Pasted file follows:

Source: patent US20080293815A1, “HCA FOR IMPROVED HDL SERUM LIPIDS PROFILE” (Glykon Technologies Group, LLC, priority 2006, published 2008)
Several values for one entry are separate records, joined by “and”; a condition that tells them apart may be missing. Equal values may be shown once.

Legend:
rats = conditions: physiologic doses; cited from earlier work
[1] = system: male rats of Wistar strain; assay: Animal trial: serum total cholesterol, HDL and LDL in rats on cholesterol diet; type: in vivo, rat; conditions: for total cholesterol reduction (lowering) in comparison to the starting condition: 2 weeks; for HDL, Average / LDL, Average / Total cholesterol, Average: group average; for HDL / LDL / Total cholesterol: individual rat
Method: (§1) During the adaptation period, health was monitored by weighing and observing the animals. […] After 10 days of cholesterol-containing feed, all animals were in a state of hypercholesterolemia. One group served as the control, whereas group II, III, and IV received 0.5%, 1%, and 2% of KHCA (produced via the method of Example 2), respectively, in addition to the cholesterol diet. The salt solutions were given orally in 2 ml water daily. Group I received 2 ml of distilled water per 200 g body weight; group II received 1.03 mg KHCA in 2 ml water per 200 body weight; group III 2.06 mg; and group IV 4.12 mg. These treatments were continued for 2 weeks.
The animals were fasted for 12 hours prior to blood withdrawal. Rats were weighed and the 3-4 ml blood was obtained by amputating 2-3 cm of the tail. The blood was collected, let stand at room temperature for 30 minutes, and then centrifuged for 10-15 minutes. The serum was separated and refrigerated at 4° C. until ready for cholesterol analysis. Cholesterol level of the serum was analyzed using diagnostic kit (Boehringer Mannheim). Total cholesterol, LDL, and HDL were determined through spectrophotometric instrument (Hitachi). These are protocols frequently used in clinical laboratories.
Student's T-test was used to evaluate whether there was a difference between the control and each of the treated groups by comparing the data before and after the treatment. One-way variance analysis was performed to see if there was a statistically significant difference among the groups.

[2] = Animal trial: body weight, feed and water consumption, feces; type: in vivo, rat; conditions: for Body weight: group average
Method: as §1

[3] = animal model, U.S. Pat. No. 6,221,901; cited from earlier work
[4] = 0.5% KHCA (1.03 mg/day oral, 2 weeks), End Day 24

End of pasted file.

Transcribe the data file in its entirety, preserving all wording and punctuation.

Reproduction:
Source: patent US20080293815A1, “HCA FOR IMPROVED HDL SERUM LIPIDS PROFILE” (Glykon Technologies Group, LLC, priority 2006, published 2008)
Several values for one entry are separate records, joined by “and”; a condition that tells them apart may be missing. Equal values may be shown once.

Legend:
rats = conditions: physiologic doses; cited from earlier work
[1] = system: male rats of Wistar strain; assay: Animal trial: serum total cholesterol, HDL and LDL in rats on cholesterol diet; type: in vivo, rat; conditions: for total cholesterol reduction (lowering) in comparison to the starting condition: 2 weeks; for HDL, Average / LDL, Average / Total cholesterol, Average: group average; for HDL / LDL / Total cholesterol: individual rat
Method: (§1) During the adaptation period, health was monitored by weighing and observing the animals. […] After 10 days of cholesterol-containing feed, all animals were in a state of hypercholesterolemia. One group served as the control, whereas group II, III, and IV received 0.5%, 1%, and 2% of KHCA (produced via the method of Example 2), respectively, in addition to the cholesterol diet. The salt solutions were given orally in 2 ml water daily. Group I received 2 ml of distilled water per 200 g body weight; group II received 1.03 mg KHCA in 2 ml water per 200 body weight; group III 2.06 mg; and group IV 4.12 mg. These treatments were continued for 2 weeks.
The animals were fasted for 12 hours prior to blood withdrawal. Rats were weighed and the 3-4 ml blood was obtained by amputating 2-3 cm of the tail. The blood was collected, let stand at room temperature for 30 minutes, and then centrifuged for 10-15 minutes. The serum was separated and refrigerated at 4° C. until ready for cholesterol analysis. Cholesterol level of the serum was analyzed using diagnostic kit (Boehringer Mannheim). Total cholesterol, LDL, and HDL were determined through spectrophotometric instrument (Hitachi). These are protocols frequently used in clinical laboratories.
Student's T-test was used to evaluate whether there was a difference between the control and each of the treated groups by comparing the data before and after the treatment. One-way variance analysis was performed to see if there was a statistically significant difference among the groups.

[2] = Animal trial: body weight, feed and water consumption, feces; type: in vivo, rat; conditions: for Body weight: group average
Method: as §1

[3] = animal model, U.S. Pat. No. 6,221,901; cited from earlier work
[4] = 0.5% KHCA (1.03 mg/day oral, 2 weeks), End Day 24